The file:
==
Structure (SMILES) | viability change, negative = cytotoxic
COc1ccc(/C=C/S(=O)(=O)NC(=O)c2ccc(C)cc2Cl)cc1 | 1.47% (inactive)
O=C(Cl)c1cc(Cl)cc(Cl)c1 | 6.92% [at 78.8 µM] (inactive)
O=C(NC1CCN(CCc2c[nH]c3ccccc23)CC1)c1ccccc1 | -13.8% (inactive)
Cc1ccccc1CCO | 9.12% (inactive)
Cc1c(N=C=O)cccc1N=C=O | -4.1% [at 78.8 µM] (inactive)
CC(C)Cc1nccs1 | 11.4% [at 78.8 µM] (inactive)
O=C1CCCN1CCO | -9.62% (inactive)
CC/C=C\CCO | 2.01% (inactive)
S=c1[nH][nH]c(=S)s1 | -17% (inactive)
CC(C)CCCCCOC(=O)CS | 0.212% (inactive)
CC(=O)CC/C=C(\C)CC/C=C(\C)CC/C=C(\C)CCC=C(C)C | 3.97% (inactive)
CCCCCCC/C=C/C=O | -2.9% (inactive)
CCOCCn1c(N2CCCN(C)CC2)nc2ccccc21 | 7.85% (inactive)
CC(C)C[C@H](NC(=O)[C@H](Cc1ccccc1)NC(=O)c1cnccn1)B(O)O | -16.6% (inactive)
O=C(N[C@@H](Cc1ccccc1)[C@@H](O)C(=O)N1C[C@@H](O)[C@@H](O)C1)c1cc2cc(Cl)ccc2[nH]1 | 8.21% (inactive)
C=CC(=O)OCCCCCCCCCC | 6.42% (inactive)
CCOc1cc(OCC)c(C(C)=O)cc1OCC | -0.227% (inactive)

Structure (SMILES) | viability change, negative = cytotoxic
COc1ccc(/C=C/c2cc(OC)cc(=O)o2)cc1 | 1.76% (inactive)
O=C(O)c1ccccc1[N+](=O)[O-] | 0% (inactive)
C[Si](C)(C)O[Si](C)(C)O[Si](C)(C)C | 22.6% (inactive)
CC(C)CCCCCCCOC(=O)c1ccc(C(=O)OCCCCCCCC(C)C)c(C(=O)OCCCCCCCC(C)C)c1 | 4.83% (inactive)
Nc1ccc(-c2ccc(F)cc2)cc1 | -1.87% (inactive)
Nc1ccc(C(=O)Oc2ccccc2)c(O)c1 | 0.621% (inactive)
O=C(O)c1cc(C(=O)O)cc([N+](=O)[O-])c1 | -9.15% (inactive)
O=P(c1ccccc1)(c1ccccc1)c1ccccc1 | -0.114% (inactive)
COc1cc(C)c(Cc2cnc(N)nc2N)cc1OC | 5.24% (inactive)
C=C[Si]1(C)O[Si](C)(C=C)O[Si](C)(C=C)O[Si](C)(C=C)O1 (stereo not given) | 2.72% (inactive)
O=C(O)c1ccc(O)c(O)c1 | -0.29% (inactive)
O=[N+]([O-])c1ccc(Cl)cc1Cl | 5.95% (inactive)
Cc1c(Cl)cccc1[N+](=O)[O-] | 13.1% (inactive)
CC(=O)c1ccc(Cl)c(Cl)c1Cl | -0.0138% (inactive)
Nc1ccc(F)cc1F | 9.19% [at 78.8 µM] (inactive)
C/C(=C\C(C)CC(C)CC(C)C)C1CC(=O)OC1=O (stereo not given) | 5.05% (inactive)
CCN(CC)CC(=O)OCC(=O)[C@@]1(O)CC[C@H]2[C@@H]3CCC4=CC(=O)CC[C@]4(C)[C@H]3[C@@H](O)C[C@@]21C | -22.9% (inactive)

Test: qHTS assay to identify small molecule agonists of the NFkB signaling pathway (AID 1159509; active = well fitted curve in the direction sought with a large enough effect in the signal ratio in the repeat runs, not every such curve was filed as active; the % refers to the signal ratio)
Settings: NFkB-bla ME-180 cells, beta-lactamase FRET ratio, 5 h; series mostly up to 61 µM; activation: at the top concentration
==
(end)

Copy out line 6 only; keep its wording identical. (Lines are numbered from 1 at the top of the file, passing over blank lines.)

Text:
Cc1c(N=C=O)cccc1N=C=O | -4.1% [at 78.8 µM] (inactive)